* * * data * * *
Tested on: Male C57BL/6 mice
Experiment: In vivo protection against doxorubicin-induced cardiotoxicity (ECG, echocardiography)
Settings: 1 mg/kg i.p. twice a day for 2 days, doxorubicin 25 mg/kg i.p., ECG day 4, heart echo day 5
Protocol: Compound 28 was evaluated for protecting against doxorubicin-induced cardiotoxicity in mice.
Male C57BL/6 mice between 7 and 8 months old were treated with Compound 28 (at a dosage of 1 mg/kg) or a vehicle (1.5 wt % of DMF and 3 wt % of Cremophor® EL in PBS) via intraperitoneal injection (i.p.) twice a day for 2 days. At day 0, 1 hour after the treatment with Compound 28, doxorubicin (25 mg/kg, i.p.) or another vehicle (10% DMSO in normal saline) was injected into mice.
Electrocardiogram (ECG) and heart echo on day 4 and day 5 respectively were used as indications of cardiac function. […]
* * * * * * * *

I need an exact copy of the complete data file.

Tested on: Male C57BL/6 mice
Experiment: In vivo protection against doxorubicin-induced cardiotoxicity (ECG, echocardiography)
Settings: 1 mg/kg i.p. twice a day for 2 days, doxorubicin 25 mg/kg i.p., ECG day 4, heart echo day 5
Protocol: Compound 28 was evaluated for protecting against doxorubicin-induced cardiotoxicity in mice.
Male C57BL/6 mice between 7 and 8 months old were treated with Compound 28 (at a dosage of 1 mg/kg) or a vehicle (1.5 wt % of DMF and 3 wt % of Cremophor® EL in PBS) via intraperitoneal injection (i.p.) twice a day for 2 days. At day 0, 1 hour after the treatment with Compound 28, doxorubicin (25 mg/kg, i.p.) or another vehicle (10% DMSO in normal saline) was injected into mice.
Electrocardiogram (ECG) and heart echo on day 4 and day 5 respectively were used as indications of cardiac function. […]